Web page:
AppearanceJania virgata is an upright limestone algae that looks like a light purplish pink pompom.
The thallus is formed of articulated branches, cylindrical, very thin (between 0.1 and 0.2 mm in diameter), branched dichotomous or trichotome, very irregular and arranged in different planes. Calcified segments and flexible segments succeed one another, giving it a certain flexibility.
It reaches 2 to 5 cm high, and is attached to the substrate by a basal disc.
When it dies, the color turns white.
NamingOrigin of species name
Adjective (Latin), twiggy, long and slender or streaked, rod-like (Stearn 1973).
Corallina virgata Zanardini 1841
Haliptilon virgatum (Zanardini) Garbary & H.W.Johansen 1982
Corallina granifera J.Ellis & Solander 1786
Jania granifera J.V.Lamouroux 1812
Lomentaria gracilis Audouin 1826
DistributionThis seaweed is present throughout the Mediterranean. In the eastern Atlantic, it is present from Ireland and the North Sea to Cape Verde, the Azores and the Canaries.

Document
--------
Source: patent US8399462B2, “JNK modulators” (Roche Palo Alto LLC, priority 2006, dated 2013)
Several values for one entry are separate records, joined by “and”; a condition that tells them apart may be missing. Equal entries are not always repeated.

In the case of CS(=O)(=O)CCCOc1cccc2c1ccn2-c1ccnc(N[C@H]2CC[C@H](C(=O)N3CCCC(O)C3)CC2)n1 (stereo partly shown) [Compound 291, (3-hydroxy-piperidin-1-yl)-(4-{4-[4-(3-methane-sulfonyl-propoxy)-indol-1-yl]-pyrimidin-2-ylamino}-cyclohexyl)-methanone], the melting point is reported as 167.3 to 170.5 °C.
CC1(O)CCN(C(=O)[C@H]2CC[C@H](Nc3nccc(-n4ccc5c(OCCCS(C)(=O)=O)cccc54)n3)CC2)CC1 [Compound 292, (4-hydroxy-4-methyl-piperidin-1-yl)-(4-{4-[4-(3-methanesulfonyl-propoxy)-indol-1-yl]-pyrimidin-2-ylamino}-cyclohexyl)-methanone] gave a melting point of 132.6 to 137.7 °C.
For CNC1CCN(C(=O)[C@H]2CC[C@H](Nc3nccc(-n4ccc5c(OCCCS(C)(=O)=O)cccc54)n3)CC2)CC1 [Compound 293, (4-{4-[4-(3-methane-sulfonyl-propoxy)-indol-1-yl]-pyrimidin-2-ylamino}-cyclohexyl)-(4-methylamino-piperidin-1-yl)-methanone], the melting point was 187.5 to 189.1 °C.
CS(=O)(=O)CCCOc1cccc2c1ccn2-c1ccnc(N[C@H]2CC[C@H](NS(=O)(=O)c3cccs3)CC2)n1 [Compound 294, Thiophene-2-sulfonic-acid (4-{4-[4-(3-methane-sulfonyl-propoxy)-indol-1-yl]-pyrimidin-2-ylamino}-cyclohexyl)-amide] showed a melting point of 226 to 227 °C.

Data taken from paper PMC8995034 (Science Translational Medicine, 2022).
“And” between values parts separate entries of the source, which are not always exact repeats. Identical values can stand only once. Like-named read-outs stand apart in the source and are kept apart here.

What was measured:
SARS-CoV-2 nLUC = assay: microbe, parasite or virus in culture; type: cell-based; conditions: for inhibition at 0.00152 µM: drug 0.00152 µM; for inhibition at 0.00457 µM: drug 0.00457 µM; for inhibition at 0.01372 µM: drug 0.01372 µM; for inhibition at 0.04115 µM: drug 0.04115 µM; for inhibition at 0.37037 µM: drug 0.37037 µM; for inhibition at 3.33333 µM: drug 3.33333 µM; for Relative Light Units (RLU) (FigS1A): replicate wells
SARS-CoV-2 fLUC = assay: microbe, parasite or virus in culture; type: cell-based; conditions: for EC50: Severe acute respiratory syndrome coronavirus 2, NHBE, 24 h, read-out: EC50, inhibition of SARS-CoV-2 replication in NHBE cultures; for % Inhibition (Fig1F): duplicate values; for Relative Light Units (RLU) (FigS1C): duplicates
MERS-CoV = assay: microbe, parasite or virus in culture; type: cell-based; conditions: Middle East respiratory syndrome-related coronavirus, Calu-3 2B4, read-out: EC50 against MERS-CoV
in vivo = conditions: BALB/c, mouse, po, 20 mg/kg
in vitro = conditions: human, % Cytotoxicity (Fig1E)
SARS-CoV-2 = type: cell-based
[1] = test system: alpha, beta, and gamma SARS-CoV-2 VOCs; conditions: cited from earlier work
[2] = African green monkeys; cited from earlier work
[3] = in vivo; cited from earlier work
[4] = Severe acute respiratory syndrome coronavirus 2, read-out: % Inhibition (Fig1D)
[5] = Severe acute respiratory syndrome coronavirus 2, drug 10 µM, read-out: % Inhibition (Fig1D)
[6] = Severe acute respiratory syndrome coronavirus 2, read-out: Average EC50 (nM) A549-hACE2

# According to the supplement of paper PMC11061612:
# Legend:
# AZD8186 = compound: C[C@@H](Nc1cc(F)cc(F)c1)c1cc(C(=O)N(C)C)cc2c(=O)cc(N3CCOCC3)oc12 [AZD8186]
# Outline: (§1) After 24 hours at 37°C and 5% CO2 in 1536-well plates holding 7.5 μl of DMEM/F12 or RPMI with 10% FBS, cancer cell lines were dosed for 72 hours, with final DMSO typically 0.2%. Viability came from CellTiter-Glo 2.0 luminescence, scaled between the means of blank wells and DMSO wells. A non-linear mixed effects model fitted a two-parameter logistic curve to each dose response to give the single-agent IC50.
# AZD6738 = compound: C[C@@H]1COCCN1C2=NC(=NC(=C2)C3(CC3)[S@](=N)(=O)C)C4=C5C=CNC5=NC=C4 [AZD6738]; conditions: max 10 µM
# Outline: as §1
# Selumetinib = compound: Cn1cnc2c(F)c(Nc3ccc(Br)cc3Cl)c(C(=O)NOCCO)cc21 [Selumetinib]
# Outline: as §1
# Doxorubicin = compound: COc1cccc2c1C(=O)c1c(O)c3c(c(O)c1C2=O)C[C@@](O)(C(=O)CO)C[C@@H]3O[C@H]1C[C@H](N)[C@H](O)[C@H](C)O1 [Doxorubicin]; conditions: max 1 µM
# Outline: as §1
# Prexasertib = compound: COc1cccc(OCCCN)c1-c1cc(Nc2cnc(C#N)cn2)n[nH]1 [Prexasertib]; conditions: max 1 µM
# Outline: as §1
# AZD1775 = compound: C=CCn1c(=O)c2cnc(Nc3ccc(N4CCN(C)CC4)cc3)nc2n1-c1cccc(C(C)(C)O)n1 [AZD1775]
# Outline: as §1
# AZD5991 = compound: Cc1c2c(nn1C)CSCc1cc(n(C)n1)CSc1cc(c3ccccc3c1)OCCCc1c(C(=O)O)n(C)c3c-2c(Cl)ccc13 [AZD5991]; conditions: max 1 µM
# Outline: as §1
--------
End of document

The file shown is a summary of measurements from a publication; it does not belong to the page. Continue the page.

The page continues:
It has also been reported in Antarctica and Samoa in the Pacific, but these distant signals deserve confirmation.
BehaviorThis alga grows on other algae, particularly Cladostephus, Cystoseira, Digenea, Halopytis, and Halopteris. It is often associated with other Jania.
HabitatThis alga is found all year round between 0 and 20 m deep in photophilic biotopes. It develops on other algae (epiphyte species), and on rocky substrates exposed to the current.
ReproductionThe development cycle is complex: the cycle is trigenetic isomorphous (characterized by three generations: the tetrasporophyte and the gametophyte (male or female, the species is dioecious) identical morphologically and the carposporophyte that develops in the conceptacles females. The fertile thalli differentiate their reproductive elements (tetrasporanges, male and female gametes or carposporangia) in specialized articles, intercalary at the base of the dichotomies.These fertile articles are in the form of small flasks with a central cavity or concept, and an apical or ostiol pore. During a bad season, the thallus does not change appearance during its reproductive cycle.
FoodThis alga is autotrophic photosynthetic: it develops its organic compounds from carbon dioxide, mineral salts and light, thanks to pigments that allow it to photosynthesize.
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